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We’ve all had to make decisions. When they are profound or important, we call them ‘do or die’ – and since we’ve all been there, there’s no need to explain it much further. But you know what? We’ll all be back. Because we’re human – and sitting on the fence, pondering a decision – it comes with the territory. We’re not talking about those times when it is necessary to face major life decisions. Nope. We’re referring to those less critical, normal, everyday decisions – the kind of a decisions that we can get stuck agonizing over only to find later that we spent too much time and energy as we refined our ambivalence. Wellness coaches see this A LOT in our coaching interactions.
It all comes down to that final moment when we have to trust ourselves and just dive in – and for Pete’s sake, just choose! We can review, analyze and get opinions from others all we want, but in the end it’s still the same: we need to listen to our Inner-Voice or our Inner-Wisdom and just decide. This is where so many of our clients get stuck! Here is a list of some great decision-making tips. This is a way to supplement Decisional Balance.
Use these ideas on yourself first and then see if your client can select a few usable types from among them, taking into account the nature of the decision the client needs to make.
Depending upon the importance (importance ruler, anyone?), type and immediacy of the decision pending, some of these tips and tools will be more useful and applicable than others. Now, don’t get stuck trying to decide which type of tool to use!
Tips to Simplify Decision-Making
This process is ideal for those times when a client is stuck in indecision mode and can be quite valuable. To do so, simply have the client Stop action the next time they are struggling to make a choice. The next step – to take a deep breath and pay close attention to what is happening during this internal struggle. Have the client take Notice of the details of their breathing, posture and any tension in their muscles. Encourage the client to notice the prison of indecision created by their own mind – are they telling themselves that the choice is critical? Are they stressing out wondering whether they should go one way or another with something? Just have them take notice. Then the final step – to take another deep breath and, using intuition, simply Choose.
Notes: This technique is useful when clients have already over-analyzed a situation or when the stakes are not too high to risk an unanalyzed choice.
2. Ask their “Joint Chiefs” what they would do. The client shouldn’t worry if they don’t have an actual Joint Chiefs committee… but this technique involves some active imagination and is maybe one of those phenomenon’s that are often better accessed while in the shower.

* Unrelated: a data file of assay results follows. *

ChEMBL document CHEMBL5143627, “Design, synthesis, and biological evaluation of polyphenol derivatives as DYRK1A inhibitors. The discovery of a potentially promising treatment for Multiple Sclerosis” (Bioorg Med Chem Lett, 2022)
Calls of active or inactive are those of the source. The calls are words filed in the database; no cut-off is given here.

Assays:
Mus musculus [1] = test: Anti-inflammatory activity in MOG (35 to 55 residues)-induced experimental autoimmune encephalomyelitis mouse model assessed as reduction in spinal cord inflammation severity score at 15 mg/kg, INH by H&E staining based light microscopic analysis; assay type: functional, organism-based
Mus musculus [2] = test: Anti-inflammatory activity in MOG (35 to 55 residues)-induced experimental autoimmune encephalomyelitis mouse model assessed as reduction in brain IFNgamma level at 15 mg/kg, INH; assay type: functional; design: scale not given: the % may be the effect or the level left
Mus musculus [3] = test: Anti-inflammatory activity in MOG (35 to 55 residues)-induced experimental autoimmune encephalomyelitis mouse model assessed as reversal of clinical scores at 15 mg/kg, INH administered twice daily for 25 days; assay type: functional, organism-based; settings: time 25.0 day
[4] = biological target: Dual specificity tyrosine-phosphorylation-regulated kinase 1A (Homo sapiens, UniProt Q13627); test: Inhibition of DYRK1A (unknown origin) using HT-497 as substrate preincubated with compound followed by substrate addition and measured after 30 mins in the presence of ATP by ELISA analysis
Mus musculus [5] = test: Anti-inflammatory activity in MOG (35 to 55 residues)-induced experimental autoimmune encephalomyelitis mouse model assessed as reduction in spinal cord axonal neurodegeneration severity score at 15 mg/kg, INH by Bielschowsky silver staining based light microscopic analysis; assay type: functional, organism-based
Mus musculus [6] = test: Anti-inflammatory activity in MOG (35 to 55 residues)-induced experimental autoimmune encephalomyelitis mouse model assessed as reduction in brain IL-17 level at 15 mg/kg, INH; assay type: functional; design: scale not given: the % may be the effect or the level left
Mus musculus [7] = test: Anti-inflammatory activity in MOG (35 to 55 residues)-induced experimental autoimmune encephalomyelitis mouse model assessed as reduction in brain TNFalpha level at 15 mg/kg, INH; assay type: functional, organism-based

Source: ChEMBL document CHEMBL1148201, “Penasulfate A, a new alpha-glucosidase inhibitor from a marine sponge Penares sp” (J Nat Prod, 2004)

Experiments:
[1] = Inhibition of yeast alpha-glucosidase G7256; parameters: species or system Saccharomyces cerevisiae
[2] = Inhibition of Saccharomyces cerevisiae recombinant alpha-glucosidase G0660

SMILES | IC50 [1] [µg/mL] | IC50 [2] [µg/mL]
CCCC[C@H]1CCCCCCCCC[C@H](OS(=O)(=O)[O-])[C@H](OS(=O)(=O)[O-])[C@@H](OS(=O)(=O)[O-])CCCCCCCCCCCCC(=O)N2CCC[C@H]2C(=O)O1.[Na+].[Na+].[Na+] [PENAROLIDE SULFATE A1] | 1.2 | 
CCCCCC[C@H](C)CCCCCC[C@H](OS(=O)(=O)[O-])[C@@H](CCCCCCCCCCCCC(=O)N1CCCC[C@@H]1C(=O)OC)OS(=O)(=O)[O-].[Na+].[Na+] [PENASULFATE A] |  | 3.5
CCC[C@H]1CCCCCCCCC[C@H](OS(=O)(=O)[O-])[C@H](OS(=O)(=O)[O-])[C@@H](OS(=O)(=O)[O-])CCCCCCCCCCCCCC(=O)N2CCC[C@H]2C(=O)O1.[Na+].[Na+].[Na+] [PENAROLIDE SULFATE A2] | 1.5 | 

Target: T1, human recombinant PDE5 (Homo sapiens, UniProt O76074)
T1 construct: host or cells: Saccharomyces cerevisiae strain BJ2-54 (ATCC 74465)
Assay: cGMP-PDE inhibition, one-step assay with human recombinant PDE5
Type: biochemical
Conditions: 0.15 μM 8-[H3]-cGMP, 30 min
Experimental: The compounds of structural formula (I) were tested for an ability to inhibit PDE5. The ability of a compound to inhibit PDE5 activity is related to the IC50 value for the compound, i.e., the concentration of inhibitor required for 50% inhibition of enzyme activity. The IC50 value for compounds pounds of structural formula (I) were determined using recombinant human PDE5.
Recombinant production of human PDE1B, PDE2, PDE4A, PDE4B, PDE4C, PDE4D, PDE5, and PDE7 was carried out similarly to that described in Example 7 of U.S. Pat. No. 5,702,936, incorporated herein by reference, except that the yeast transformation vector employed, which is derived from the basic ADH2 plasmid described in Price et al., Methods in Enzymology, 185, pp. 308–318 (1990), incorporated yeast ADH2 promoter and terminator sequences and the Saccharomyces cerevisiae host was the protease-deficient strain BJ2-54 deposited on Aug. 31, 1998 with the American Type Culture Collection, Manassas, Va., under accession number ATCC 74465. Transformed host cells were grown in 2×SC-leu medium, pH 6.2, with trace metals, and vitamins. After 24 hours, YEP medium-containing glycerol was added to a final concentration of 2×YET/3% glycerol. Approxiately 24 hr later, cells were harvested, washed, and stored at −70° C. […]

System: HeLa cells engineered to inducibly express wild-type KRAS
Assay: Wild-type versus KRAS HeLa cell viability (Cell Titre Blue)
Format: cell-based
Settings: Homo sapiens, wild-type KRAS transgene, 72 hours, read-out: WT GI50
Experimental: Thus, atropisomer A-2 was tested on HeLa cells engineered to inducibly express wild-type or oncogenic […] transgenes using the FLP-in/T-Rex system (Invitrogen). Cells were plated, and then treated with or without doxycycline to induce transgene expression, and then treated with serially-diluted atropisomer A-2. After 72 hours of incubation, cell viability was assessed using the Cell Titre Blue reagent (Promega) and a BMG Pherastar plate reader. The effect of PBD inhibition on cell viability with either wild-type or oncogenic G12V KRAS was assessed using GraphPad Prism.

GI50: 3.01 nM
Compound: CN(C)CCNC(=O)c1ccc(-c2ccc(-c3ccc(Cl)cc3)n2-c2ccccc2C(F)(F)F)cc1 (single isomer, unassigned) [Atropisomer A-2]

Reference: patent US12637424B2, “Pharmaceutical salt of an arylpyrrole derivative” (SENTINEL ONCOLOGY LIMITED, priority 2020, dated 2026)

When they have a few minutes of solitude, have clients close their eyes and bring to mind a large oak table in a vast meeting room – perhaps a room with large windows overlooking a forest and creek. Now have them picture their ideal committee sitting around the table — all of them present to help them in their decision-making process. The Joint Chiefs can be anyone they choose, presently living or not, and real or animated.
They can vary who they “invite” to sit on their committee, depending upon the type of decision they’re making. Donald Trump, if it’s a decision about real estate; Martha Stewart if it’s to make a social call….you get the point; an entire baseball team if they’re making a decision based on good teamwork input or John F. Kennedy, if making a leadership decision.
Have the client go ahead and put anybody around that imaginary table that their big heart desires. Now put the decision in question before their committee. Encourage them to take on the voice of any and all of their Committee Members as they each say what they would do. When they have had enough input, thank them all and send them on their way. Emerge from the “session” (or shower) with a fresh perspective on the decision.
Notes: This is one of the best tools because it also allows imagery. It can be used in either the beginning or final phases of making decisions that are as important as whether or not to hire a specific employee, or which product to sell, or as simple as which color to paint their office.
3. Act “as if” for an hour or a day. This tool also requires some imagination. If they are deciding between two options (i.e. deciding which of two new pieces of office equipment to purchase) or two actions to take (i.e. deciding whether to attend a week-long seminar or stay home and work on that new book), this technique will be helpful in the decision between the two options they’re considering.
Depending upon how much time they have available, and also depending upon how big of a choice this is, set aside an appropriate time period (1 hour, 1 day, 1 week).
For that entire period, instruct the client to act “as if” they have decided on Option A. Get into it. Absolutely pretend that they have decided on this option, are excited about the choice, and get on with the rest of that period “as if” they’d really made the choice. Put aside any consideration for the other option. Don’t even think about it.
Teach the client to speak “as if” they’ve made the choice for Option 1, try it out by telling someone else they made the choice, and feeling the freedom of having made a decision. Now, when the hour, day or week ends, go ahead and set another time period aside, identical in duration.
Now they will act “as if” they in fact, made the choice for Option 2. The same guidelines apply. Talk, walk, and act “as if” you’ve opted for Option 2. When the entire experiment is over, they will have a much better idea of which Option is the right one for them. This is really close to performing a decisional balance exercise. In the end, it gives the client more choice and re-powers their self-confidence and self-esteem.